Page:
Research expands on using net energy values in aquafeed formulation
The formulation of fish diets can become more precise with the introduction of net energy values. Aquafeed.com talked to Johan Schrama from Wageningen University and Research in the Netherlands, who actively partnered with the industry to accelerate the understanding and application of this energy evaluation system for fish.
Protein, fat, and carbohydrates (macronutrients) in feed, all supply energy for the fish. Energy values are expressed as either the total digestible energy (DE), metabolizable energy (ME) or net energy (NE). The NE value can be calculated from the digestible macronutrients. In contrast to DE, NE values account for the differences in the utilization efficiencies of different macronutrients, which provide the energy amount that the animal can use for growth.
“While it is common practice now in pig nutrition (and slowly making its way into poultry nutrition), it is a bit more complicated for fish. This is because we are dealing with many different species and farming (environmental) conditions. But like with other animals, using NE can help to be more precise in our formulations,” explains Johan Schrama, associate professor at the Aquaculture and Fisheries group at Wageningen University and Research (WUR) in the Netherlands.
Cooperation with industry partners
Because Schrama actively worked on NE values in swine in the 90s, he was triggered to study its potential for fish when he moved to aquaculture research years later. Between 2007-2008, Schrama started the first trials in tilapia, followed by a trout study in cooperation with the French research institute INRA (an institute that played a key role in the development of the NE system for pigs). “In 2010, we presented the results of our tilapia and trout studies at a conference in China. At the time, the interest was not there from the scientific community, yet we noticed some interest from the industry,” Schrama says. The interest accelerated in 2017 when we started our ‘NE project’, and cooperation with De Heus and Evonik on R&D and two PhD projects to determine NE calculations for a range of different fish species among others.”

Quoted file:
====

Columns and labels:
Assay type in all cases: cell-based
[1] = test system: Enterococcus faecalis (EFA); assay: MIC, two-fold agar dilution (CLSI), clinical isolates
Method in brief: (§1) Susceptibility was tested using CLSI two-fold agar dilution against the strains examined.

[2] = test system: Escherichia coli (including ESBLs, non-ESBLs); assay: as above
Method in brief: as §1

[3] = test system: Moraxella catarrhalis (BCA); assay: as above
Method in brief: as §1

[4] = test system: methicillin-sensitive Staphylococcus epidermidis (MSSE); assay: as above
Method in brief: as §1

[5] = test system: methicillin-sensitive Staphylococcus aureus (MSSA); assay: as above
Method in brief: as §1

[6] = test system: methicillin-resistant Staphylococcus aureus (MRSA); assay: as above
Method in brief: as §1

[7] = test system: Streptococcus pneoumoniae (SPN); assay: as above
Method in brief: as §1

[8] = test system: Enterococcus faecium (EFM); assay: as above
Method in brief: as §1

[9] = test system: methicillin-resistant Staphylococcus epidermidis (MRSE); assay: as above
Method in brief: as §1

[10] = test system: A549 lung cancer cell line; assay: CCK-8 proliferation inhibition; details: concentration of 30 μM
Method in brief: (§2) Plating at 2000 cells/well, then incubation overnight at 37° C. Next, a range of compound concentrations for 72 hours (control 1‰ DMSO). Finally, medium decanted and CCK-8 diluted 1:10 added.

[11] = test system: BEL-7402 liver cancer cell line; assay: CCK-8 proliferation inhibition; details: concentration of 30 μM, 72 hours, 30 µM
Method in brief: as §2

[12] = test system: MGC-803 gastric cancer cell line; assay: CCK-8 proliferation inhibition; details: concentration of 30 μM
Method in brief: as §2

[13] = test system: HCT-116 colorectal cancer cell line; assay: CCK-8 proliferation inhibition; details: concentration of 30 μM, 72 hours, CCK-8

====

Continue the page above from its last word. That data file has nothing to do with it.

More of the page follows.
Julia Mas Muñoz, global aqua product manager at De Heus Animal Nutrition, has been involved in the NE project with WUR and Evonik from the beginning. She says: “For more than ten years now, aquafeed has been an important part of our business and we have sold formulation for over 20 aqua species. When I joined the company in 2012, I was already working on raw material evaluation and creating new nutrients for aqua, as we simply didn’t have it (unlike livestock that use CVB or NRC norms). So, when Johan Schrama from WUR approached us to cooperate, it was great timing.”
Mas Muñoz sees great potential in using NE over gross nutrients (crude protein, fat, or GE) in formulations because it allows better evaluation of different (new, local) raw materials and better prediction of the outcome of a formulation on fish performance. Mas Muñoz says that “the project and PhD work also taught us, for example, that there are huge differences in the way the fish utilizes the energy from carbohydrates. The carnivore species, such as barramundi and snakehead, cannot handle carbohydrates that well. Even though they can digest them they cannot utilize them for body weight growth. Using the NE system can help us better understand what the nutrient needs are for these species.”
Continued research in tilapia and trout